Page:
“There wasn’t much interest. Nobody who might benefit is interested — as soon as it rains, we don’t need it. And that’s been our water policy for the last 40 years.”
Supervisor John Pinches was referring to the County's shelved plans to develop Scout Lake in Willits as a supplementary water supply for the perennially thirsty North County town.
But Pinches may as well have been describing all of inland Mendocino County's water policy — let's pretend.
The Board of Supervisors is about to approve the Environmental Impact Report for the Ukiah Valley Area Plan, a plan in preparation for two decades. One might expect that such a long look at the Ukiah Valley's future would include a sensible water component.
A letter from Philo resident and Sierra Club member Dan Myers to the County Planning Staff nicely states what's glaringly missing:
“The Ukiah Valley Area Plan (UVAP) Draft Environmental Impact Report (DEIR) fails to support the preferred alternative in that its water supply assessment expressly denies the possibility of meeting the water demands of that alternative. The DEIR is also deficient in that it fails to address any agricultural water demand of Ukiah Valley Area Plan.
"The plan's water assessment talks only about water as it relates to prospective development of residential, commercial and business properties, leaving about half of the area of the Ukiah Valley high and dry while the draft environmental impact report identifies agricultural land and rangeland as 55% of the total area of the plan, exceeding the sum of all residential, commercial, and industrial land."
Former 2nd District supervisor Frank McMichael seconded the report's absent water component: “…it is my belief that we have a critical circumstance for water for existing development within the Valley and until and unless new sources of water are accomplished, the development [described in the Ukiah Valley Area Plan] should not be allowed. The primary evidence for this is evidenced by the need to reduce water consumption for existing development during the last drought. The letters provide greater explanation of this viewpoint.
“Existing development is presently consuming all of our presently available local water. During dry years, present development will have its water supplies severely curtailed. There is no presently available ‘new’ water for any new development. It is absolutely critical that the DEIR acknowledge water capacity must be available prior to any development. Potential new water projects have been discussed, however, any realistic prediction of successfully completing these projects indicate that it will be at least 20 years or more before availability of new water occurs, if at all.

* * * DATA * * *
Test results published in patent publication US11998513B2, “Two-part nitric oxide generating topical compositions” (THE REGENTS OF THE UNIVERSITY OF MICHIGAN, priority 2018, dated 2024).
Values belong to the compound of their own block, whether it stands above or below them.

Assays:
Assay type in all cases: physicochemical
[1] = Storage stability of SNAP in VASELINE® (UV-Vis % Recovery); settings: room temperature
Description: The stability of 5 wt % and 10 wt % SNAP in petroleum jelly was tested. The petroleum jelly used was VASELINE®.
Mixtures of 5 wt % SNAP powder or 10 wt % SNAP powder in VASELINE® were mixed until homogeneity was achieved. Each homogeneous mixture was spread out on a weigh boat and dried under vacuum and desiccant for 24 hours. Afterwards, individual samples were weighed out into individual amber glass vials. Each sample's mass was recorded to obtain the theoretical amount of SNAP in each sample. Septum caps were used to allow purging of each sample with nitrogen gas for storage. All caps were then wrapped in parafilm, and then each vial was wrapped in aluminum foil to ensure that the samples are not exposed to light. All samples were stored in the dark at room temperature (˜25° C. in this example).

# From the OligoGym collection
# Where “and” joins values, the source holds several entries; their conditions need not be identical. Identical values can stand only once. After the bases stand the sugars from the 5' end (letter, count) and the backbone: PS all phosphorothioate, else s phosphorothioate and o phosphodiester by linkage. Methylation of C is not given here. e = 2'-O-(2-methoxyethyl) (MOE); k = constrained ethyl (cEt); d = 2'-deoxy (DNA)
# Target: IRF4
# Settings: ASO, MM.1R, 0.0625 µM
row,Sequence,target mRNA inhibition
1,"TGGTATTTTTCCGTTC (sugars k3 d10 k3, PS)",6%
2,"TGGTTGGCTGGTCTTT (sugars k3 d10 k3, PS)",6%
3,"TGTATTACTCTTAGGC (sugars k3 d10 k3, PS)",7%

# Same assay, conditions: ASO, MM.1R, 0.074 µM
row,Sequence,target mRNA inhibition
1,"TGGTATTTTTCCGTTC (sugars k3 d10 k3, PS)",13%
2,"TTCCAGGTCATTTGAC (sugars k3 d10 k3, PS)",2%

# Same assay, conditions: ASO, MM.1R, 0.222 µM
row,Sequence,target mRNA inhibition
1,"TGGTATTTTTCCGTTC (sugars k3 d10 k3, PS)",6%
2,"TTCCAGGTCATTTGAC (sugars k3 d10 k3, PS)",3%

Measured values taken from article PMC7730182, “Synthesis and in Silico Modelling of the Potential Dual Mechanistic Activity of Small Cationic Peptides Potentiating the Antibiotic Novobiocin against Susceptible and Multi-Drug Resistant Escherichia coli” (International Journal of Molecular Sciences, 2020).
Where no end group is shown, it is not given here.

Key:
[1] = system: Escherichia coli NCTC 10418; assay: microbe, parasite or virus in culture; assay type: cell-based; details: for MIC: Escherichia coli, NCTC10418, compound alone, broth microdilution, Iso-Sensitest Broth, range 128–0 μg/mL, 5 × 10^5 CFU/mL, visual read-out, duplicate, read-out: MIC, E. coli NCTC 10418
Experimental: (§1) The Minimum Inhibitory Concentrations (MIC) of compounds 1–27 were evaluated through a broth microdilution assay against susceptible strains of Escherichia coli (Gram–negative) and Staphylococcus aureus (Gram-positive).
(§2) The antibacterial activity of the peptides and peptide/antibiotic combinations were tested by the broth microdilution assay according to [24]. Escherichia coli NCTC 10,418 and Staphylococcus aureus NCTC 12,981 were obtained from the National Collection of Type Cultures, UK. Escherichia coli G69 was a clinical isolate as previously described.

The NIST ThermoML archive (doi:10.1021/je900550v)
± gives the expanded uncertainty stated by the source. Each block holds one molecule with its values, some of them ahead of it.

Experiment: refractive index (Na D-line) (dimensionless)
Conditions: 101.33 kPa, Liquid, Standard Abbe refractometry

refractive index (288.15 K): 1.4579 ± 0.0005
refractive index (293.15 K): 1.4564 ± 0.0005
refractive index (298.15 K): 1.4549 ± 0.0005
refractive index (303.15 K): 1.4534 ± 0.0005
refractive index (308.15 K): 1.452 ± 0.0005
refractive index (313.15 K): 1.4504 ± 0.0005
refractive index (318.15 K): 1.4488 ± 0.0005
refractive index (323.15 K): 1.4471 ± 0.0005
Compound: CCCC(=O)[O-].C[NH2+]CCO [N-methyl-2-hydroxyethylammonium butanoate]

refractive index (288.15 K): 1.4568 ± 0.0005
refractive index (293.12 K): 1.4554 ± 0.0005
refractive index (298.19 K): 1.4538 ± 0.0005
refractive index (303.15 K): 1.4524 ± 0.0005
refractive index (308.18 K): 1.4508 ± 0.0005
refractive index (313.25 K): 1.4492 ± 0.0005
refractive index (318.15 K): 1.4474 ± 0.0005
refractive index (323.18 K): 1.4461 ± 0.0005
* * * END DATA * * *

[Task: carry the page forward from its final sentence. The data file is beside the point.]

“Citing possible future projects such as raising the Lake Mendocino dam or development of other reservoirs as potential mitigation to the present circumstances would be insufficient and unjustified. Citing groundwater as a potential source would be equally unjustified in that it is clear that the State considers all groundwater in the entire valley as underflow to the Russian River which has been fully allocated for nearly two decades.
“There is extremely limited capacity within the Ukiah Valley Service District for existing zoning. Zoning changes that will allow higher density will only exacerbate the existing circumstance. Lack of sewer capacity and lack of future ability to obtain more capacity is a significant impact. It should not be treated lightly by indicating that [water and sewer] service agencies should develop more capacity.”
McMichael also points out that “there is no septage capacity within the Ukiah Valley or adjacent areas. Some haulers are traveling to Lincoln, California, a journey of over 200 miles, for disposal of septage. This is a significant impact.”
The history of Mendocino County planning is to ignore water realities to “pretend there’s plenty,” as demonstrated last year with the Garden’s Gate residential project south of Ukiah. There was no water available for that project and not even hoked-up paperwork pretending that there was. Nevertheless, the Board approved the project even though their own residential planning rules require that a permit applicant certify the availability of water for any new home construction.
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Supervisor Dan Hamburg declared the Navarro River water assessment, for which there’s no money to complete, to be “hugely important” to Anderson Valley. “Some people say things are fine, others say it’s horrible,” declared Hamburg, as he avoided taking a position. “It would be nice to get a scientific study done on that to clarify the situation.”
Informed that it would cost a mere $15,000 to have livestock specialist John Harper at the UC Extension complete the study of the "hugely important" Navarro, Supervisor Hamburg dropped the subject, commenting later that the County needs to “revitalize” its water agency.
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Toward the end of the June 7, Board meeting supervisor Hamburg urged his colleagues to put the September 18 (Sunday) Boonville Fair Parade on their calendars and recommended that the Supervisors appear as a unit.
“Maybe people will be throwing rotten tomatoes at us — you never know what’s going to happen out there,” said Hamburg.
Supervisor John McCowen, perhaps a bit too agreeable about the rotten tomato scenario, added, “We also had the Sheriff along to provide a little security.”